Community led plan for bottom-up revitalization
It is now standard practice to conduct extensive public outreach in neighborhood planning. WeCollab in the St. Louis neighborhoods of West End and Visitation Park took this idea further—citizens became part of the consulting team to rebuild their own community.
This effort lays the groundwork to realize one of the central visions of the Charter of the New Urbanism—the revitalization and growth of existing urban centers, according to YARD & Company, the planners who facilitated the process. “It does so through gently adding density near existing rail, streetcar, and bus lines; improving multimodal access to schools, libraries, and daily services; providing a robust mix of housing types, price points, and tenures that meet the diverse demands of the current and future market; and establishing a supportive ecosystem for wealth building through small business resources, property ownership, and growing local capacity for construction and building,” they explain.
The plan includes 757 new residential units, including a mixture of affordable and market-rate apartments and attached and detached single family homes, plus 100,000 square feet of retail, and office and light industrial space.
The Charter Awards jury was impressed by the community leadership—the residents wrote the request for proposals, selected the consultant, managed the budget, and made decisions. Community members were compensated as part of the team. The jury praised the substantial engagement process, with more than 40 pop-up events in addition to standard community meetings. “This plan is likely to be executed because it was developed from within the community,” the jury notes.
The overarching philosophy of WeCollab was to authentically commit to building a resident-led plan, YARD & Company said. The Community Ambassador Program, a team of five paid residents who were responsible for community engagement and programming, was developed to realize that goal.
“This approach communicated to the community that we were serious about resident-led planning and equitable decision making. Just as importantly, it helped the planning team gain access to and opinions from corners of the community that historically have been left out of neighborhood planning,” the design team reports.
“All of this concluded with the residents themselves presenting the final plan for acceptance to the community and subsequently to the Planning Commission and City of St. Louis. This capped off a process where the consulting team was largely an invisible support arm to the residents themselves who were the face of future change in the West End and Visitation Park.”
The bottom-up method built trust during the planning process, YARD & Company reports. Community led conversations brought out key ideas, such as a redesign of a greenway that runs through the neighborhood into a locally-owned business hub.
“Our project includes the re-design and activation of the Ruth Porter Mall into a pop-up and semi-permanent entrepreneurship hub for Black-owned businesses,” notes the design team. “This entrepreneurship hub is aimed at creating a pipeline of retailers and food/beverage uses for the mixed-use business district along Delmar Boulevard.” The Boulevard is sometimes known as the “Delmar Divide,” a geographic dividing line of race and socio-economic disadvantage for places like West End and Visitation Park.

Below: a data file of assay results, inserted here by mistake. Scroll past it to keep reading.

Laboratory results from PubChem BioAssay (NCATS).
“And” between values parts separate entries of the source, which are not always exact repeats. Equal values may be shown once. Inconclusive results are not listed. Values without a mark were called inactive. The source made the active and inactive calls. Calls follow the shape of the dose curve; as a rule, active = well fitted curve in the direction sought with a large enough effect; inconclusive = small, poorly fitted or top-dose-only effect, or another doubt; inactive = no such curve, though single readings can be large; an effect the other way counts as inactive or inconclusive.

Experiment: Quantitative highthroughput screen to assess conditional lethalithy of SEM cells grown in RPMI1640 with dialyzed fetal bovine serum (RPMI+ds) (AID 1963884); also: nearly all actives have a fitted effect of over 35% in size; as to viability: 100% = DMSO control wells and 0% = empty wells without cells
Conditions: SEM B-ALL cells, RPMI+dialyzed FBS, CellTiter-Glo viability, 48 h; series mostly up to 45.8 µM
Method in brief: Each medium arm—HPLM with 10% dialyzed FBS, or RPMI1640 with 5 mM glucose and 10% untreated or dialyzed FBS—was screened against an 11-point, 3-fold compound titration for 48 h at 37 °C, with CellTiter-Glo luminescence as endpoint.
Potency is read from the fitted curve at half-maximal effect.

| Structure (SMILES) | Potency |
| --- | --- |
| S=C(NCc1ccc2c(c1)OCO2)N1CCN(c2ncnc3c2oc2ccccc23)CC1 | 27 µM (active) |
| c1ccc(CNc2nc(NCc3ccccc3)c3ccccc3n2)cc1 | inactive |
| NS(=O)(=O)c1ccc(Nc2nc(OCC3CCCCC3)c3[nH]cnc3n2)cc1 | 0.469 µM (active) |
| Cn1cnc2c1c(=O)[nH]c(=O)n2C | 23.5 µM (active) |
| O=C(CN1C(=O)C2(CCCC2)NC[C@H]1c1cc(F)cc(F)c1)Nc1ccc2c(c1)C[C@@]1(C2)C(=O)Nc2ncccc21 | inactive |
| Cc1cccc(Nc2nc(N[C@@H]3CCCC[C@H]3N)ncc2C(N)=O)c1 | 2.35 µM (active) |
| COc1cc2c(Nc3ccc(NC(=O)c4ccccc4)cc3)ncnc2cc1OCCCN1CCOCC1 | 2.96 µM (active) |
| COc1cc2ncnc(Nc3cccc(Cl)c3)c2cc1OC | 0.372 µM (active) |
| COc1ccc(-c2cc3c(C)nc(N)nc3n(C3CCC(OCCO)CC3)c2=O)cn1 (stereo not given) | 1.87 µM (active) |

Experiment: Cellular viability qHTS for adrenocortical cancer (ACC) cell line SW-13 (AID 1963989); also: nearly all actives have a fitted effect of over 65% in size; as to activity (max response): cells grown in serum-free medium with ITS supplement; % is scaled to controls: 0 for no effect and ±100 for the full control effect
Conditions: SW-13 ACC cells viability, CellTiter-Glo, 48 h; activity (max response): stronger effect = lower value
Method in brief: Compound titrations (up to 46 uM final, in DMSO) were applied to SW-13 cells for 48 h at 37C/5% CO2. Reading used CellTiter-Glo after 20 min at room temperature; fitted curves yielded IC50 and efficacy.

Community members observed an immediate change in attitude. “Hearing about this plan and knowing someone cares motivated folks to fix up their properties,” said Chaz Walker, a resident. “We saw neighbors starting to paint, fix their railing and make little improvements here and there—it had a domino effect. This all started because people learned about the plan.”
City planners also took note. “It's amazing to witness the values and engagement this planning process has created for the West End and Visitation Park neighborhoods. It has helped to ensure that it's a plan truly owned by the residents that will be implemented and not just sit on a shelf,” says Alexa Seda, a senior planner for the City of St. Louis.
View WeCollab's Charter Awards ceremony video here.
WeCollab, St. Louis, Missouri
- YARD & Company, Principal firm
- Resident Steering Committee, Client
- Invest Stl, Funder/Neighborhood Solidarity Partner
- City of St. Louis, Technical assistance
- Lochmueller Group, Transportation/Engineering
- BlackArc, Engagement/Urban Design/Project Identity
- Vector Communications, Communications/Public Relations
- Cornerstone Corporation, Engagement/Ambassador Program
- Ken Stapleton & Associates, University Partnerships and Community Safety
- &Access, Retail Sub-Consultant
2023 Charter Awards Jury
- Megan O’Hara (chair), Principal, Urban Design Associates in Pittsburgh, Pennsylvania
- Andre Brumfield, Principal and Global Director for Cities and Urban Design at Gensler in Chicago, Illinois
- Krupali Uplekar Krusche, Associate Professor, University of Notre Dame School of Architecture in South Bend, Indiana
- Jennifer Settle, urban designer, architect, and Senior Associate with Opticos Design in Chicago, Illinois
- Patrick Siegman, transportation planner, economist, and Principal of Siegman & Associates in San Francisco, California